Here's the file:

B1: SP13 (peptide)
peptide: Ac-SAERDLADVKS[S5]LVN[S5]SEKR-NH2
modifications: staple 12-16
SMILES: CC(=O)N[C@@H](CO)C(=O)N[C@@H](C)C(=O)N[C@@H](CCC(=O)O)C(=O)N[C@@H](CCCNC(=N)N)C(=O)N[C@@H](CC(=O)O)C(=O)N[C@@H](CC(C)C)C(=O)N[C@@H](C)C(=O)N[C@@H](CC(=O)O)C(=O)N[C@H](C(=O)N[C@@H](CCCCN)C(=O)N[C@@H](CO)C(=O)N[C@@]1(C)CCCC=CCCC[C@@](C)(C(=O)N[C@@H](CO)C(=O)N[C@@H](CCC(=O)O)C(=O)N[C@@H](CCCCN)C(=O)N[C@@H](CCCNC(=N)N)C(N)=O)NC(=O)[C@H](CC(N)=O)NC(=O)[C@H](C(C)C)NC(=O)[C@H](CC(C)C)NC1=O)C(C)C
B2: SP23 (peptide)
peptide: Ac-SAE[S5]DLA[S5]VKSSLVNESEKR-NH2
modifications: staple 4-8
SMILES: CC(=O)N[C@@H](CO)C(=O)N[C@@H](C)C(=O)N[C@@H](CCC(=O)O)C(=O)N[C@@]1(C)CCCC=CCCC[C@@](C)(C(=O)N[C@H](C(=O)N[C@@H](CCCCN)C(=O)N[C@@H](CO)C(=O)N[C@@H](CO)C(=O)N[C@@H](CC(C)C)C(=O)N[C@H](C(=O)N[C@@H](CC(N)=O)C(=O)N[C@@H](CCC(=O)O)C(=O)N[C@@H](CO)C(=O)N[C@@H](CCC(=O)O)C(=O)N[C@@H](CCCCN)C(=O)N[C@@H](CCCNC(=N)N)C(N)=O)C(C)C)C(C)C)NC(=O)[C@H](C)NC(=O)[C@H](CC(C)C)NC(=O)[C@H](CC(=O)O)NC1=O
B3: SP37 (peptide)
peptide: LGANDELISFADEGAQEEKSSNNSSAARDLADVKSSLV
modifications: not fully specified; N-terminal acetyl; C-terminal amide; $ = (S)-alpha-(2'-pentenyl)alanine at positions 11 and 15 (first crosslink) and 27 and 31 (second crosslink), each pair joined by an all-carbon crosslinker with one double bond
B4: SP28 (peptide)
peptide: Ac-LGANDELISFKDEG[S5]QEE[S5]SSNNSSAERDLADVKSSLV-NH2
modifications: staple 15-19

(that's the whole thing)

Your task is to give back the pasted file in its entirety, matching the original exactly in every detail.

B1: SP13 (peptide)
peptide: Ac-SAERDLADVKS[S5]LVN[S5]SEKR-NH2
modifications: staple 12-16
SMILES: CC(=O)N[C@@H](CO)C(=O)N[C@@H](C)C(=O)N[C@@H](CCC(=O)O)C(=O)N[C@@H](CCCNC(=N)N)C(=O)N[C@@H](CC(=O)O)C(=O)N[C@@H](CC(C)C)C(=O)N[C@@H](C)C(=O)N[C@@H](CC(=O)O)C(=O)N[C@H](C(=O)N[C@@H](CCCCN)C(=O)N[C@@H](CO)C(=O)N[C@@]1(C)CCCC=CCCC[C@@](C)(C(=O)N[C@@H](CO)C(=O)N[C@@H](CCC(=O)O)C(=O)N[C@@H](CCCCN)C(=O)N[C@@H](CCCNC(=N)N)C(N)=O)NC(=O)[C@H](CC(N)=O)NC(=O)[C@H](C(C)C)NC(=O)[C@H](CC(C)C)NC1=O)C(C)C
B2: SP23 (peptide)
peptide: Ac-SAE[S5]DLA[S5]VKSSLVNESEKR-NH2
modifications: staple 4-8
SMILES: CC(=O)N[C@@H](CO)C(=O)N[C@@H](C)C(=O)N[C@@H](CCC(=O)O)C(=O)N[C@@]1(C)CCCC=CCCC[C@@](C)(C(=O)N[C@H](C(=O)N[C@@H](CCCCN)C(=O)N[C@@H](CO)C(=O)N[C@@H](CO)C(=O)N[C@@H](CC(C)C)C(=O)N[C@H](C(=O)N[C@@H](CC(N)=O)C(=O)N[C@@H](CCC(=O)O)C(=O)N[C@@H](CO)C(=O)N[C@@H](CCC(=O)O)C(=O)N[C@@H](CCCCN)C(=O)N[C@@H](CCCNC(=N)N)C(N)=O)C(C)C)C(C)C)NC(=O)[C@H](C)NC(=O)[C@H](CC(C)C)NC(=O)[C@H](CC(=O)O)NC1=O
B3: SP37 (peptide)
peptide: LGANDELISFADEGAQEEKSSNNSSAARDLADVKSSLV
modifications: not fully specified; N-terminal acetyl; C-terminal amide; $ = (S)-alpha-(2'-pentenyl)alanine at positions 11 and 15 (first crosslink) and 27 and 31 (second crosslink), each pair joined by an all-carbon crosslinker with one double bond
B4: SP28 (peptide)
peptide: Ac-LGANDELISFKDEG[S5]QEE[S5]SSNNSSAERDLADVKSSLV-NH2
modifications: staple 15-19